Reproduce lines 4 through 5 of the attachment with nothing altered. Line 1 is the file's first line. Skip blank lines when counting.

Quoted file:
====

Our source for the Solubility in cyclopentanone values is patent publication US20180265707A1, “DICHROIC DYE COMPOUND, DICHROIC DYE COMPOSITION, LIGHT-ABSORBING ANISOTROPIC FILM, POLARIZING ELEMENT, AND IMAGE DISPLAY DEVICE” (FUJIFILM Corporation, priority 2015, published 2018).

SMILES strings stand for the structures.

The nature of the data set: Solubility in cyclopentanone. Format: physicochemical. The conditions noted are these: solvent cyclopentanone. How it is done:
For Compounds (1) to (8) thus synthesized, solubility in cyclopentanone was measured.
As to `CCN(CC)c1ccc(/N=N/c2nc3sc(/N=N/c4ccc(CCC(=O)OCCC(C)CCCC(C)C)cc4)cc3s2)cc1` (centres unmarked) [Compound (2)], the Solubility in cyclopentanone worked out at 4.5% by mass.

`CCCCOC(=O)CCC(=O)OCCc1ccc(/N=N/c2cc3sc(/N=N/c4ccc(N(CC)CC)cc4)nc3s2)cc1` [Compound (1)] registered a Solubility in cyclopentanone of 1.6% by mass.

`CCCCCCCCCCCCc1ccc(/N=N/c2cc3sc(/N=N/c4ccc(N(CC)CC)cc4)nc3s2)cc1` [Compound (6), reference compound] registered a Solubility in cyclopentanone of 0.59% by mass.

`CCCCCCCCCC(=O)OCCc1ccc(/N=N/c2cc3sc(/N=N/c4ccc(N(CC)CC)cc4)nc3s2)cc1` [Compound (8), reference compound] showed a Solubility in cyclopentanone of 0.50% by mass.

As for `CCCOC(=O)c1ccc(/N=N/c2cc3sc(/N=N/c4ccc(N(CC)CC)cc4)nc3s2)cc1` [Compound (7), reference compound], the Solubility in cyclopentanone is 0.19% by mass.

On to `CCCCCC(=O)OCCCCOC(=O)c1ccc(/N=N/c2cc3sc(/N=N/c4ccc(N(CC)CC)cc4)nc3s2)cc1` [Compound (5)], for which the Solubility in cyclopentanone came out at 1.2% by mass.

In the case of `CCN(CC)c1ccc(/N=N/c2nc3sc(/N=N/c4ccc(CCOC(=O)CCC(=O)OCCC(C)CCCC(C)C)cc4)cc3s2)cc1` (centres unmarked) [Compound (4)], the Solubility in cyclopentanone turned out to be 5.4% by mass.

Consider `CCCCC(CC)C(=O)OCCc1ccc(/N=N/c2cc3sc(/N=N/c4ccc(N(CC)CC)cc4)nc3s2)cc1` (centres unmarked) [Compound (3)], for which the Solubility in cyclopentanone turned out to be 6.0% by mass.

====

For Compounds (1) to (8) thus synthesized, solubility in cyclopentanone was measured.
As to `CCN(CC)c1ccc(/N=N/c2nc3sc(/N=N/c4ccc(CCC(=O)OCCC(C)CCCC(C)C)cc4)cc3s2)cc1` (centres unmarked) [Compound (2)], the Solubility in cyclopentanone worked out at 4.5% by mass.